I've been watching my June 2003 Motley FoolHidden Gems pick Valero (NYSE:VLO) surge ever higher, as the oil refining company's stock responds to the perfect storm of too little refining capacity, relatively massive refining margins, and rising demand for its products.

What's happened in refining has happened elsewhere up and down the oil value chain, from exploration and production to tankers to retail sales. But while refining -- with the statutory near-impossibility for additional capacity to be built in the United States -- has a pretty good ceiling on its supply levels, other areas in the production chain are feeling extreme tightness as well. For example, oil drillers and equipment providers.

In a January presentation, ExxonMobil (NYSE:XOM) said it predicted that the level of new oil production in 2020 necessary to meet International Energy Agency demand projections would be the equivalent of replacing all of the production currently deployed in the world. It estimated that a further $200 billion would need to be spent each year, substantially higher than what is now being spent.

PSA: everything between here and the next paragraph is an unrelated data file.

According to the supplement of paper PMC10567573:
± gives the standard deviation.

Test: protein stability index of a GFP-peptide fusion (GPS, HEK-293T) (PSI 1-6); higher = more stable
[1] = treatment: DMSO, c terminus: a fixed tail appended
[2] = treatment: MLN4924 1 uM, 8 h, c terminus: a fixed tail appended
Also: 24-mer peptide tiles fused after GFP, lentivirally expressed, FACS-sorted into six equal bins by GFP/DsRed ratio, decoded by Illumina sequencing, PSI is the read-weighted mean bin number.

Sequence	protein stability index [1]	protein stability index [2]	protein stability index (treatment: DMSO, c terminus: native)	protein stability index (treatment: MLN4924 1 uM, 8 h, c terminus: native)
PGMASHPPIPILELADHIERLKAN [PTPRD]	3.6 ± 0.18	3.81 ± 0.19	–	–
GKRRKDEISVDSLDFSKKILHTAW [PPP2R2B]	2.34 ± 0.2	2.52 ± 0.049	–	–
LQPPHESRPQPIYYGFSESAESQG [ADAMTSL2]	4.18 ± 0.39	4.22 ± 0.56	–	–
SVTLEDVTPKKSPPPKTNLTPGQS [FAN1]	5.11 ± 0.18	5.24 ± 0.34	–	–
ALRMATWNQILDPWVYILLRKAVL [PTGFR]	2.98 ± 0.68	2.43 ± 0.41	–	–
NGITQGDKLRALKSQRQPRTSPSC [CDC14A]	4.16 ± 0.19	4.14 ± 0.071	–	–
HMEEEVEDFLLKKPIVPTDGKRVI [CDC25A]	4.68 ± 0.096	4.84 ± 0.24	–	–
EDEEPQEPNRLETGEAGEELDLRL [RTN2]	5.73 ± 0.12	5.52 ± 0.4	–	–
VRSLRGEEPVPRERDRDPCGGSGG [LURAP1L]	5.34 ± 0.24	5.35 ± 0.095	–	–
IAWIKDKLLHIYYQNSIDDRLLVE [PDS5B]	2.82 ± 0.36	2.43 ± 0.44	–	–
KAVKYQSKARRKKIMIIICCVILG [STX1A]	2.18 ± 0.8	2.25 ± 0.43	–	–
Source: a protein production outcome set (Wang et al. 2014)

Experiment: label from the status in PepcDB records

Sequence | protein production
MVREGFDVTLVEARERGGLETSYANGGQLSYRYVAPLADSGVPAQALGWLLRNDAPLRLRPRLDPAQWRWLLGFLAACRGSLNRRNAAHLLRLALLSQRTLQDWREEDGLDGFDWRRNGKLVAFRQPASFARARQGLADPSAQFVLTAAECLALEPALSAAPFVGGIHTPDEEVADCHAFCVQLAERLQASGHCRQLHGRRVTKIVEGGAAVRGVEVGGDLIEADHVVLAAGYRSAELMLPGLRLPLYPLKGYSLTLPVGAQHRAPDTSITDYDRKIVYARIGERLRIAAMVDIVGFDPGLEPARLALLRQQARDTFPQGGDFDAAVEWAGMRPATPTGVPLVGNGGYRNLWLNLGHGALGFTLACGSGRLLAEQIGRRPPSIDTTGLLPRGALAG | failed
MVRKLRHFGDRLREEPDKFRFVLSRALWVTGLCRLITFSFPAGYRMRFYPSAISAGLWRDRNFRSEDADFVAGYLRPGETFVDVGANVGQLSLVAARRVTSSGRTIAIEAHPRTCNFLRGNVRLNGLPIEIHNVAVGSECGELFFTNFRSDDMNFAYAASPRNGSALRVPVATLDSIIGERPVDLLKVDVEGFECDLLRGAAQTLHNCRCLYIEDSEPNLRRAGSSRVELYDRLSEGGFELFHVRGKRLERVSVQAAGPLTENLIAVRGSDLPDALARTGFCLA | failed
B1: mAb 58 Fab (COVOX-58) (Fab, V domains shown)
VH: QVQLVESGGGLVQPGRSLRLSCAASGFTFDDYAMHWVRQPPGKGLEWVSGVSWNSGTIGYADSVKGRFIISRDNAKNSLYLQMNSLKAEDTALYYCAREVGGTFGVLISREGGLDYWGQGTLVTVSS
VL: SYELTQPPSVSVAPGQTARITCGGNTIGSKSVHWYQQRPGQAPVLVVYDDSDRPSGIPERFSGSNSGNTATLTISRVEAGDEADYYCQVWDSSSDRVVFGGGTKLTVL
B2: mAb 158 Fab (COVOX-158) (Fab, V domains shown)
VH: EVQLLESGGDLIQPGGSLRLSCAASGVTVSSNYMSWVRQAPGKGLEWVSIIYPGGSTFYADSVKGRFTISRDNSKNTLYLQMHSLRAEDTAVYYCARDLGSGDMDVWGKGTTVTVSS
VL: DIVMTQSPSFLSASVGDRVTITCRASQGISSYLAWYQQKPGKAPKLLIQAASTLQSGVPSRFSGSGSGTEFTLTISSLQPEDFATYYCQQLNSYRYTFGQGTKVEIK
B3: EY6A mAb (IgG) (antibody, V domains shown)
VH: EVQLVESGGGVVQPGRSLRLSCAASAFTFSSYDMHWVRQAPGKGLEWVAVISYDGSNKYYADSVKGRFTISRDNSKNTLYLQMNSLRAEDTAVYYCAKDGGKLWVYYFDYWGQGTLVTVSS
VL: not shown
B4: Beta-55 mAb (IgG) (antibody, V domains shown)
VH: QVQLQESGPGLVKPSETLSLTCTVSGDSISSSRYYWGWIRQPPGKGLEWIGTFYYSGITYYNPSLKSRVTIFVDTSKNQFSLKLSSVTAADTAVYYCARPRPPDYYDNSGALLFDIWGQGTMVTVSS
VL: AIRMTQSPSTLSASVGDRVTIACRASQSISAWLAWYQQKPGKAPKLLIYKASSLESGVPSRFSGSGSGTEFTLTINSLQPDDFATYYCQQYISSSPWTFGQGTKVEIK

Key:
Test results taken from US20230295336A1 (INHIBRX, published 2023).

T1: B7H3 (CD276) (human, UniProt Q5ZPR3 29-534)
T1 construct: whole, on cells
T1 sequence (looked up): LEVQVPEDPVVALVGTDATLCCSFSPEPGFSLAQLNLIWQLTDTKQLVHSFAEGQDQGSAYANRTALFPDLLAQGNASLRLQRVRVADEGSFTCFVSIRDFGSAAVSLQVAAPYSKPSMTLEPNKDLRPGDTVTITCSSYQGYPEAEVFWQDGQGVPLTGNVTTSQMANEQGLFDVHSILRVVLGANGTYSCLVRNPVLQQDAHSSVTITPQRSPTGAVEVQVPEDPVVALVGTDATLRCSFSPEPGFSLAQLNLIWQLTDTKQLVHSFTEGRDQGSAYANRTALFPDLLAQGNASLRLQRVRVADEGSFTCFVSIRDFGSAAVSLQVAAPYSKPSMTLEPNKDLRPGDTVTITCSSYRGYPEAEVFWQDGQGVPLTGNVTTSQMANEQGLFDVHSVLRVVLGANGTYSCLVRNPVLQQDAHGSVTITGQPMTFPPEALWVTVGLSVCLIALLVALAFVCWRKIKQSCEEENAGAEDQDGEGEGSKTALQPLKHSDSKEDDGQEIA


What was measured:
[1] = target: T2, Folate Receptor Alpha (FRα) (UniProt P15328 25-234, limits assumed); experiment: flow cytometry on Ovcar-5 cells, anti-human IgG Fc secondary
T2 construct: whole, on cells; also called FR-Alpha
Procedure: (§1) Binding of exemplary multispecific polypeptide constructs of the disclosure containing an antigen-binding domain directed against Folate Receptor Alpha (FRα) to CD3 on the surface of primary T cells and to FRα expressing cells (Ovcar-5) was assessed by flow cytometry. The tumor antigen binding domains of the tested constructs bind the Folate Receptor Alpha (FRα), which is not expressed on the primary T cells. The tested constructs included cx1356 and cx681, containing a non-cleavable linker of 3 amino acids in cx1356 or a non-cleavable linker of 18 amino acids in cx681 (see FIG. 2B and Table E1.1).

This trend bodes particularly well for the oil services sector, another bottleneck. Companies like Baker Hughes (NYSE:BHI), Weatherford (NYSE:WFT), Ensco (NYSE:ESV), GlobalSantaFe (NYSE:GSF), and Rowan (NYSE:RDC) provide oil-drilling rigs and services to production companies and they have seen their day rates (essentially, what companies rent their rigs for, per day) rocket. Though the total worldwide rig count grew more than 8% in 2004 to 2,665, that's less than half of the number of rigs that were in service in the early 1980s. Most rigs in service today are more than 20 years old, a testament to the length of time during which it made no sense to build more capacity.

Of course, we've seen this before. In the 1970s, it seemed as if the demand for oil would never slow down -- and then, suddenly, it did just that, with supply exceeding demand for the better part of 20 years. (Notice a pattern?) The difference between the 1970s and today was that back then, supplies were being artificially constrained. Today, that's not so much the case. During that time, high-cost producing fields, like those in the North Sea, weren't economical to operate.

The market has certainly rewarded these companies for the improvement of their underlying businesses, but it doesn't look like the oil services cycle, now in its fourth year, is anywhere near maturity.

Bill Mann owns none of the companies mentioned in this story. His selection of Valero for Hidden Gems was at a split-adjusted price of $18.93, so that's pretty good. A free trial to see what the Hidden Gems folks have cooking next is yours for the asking.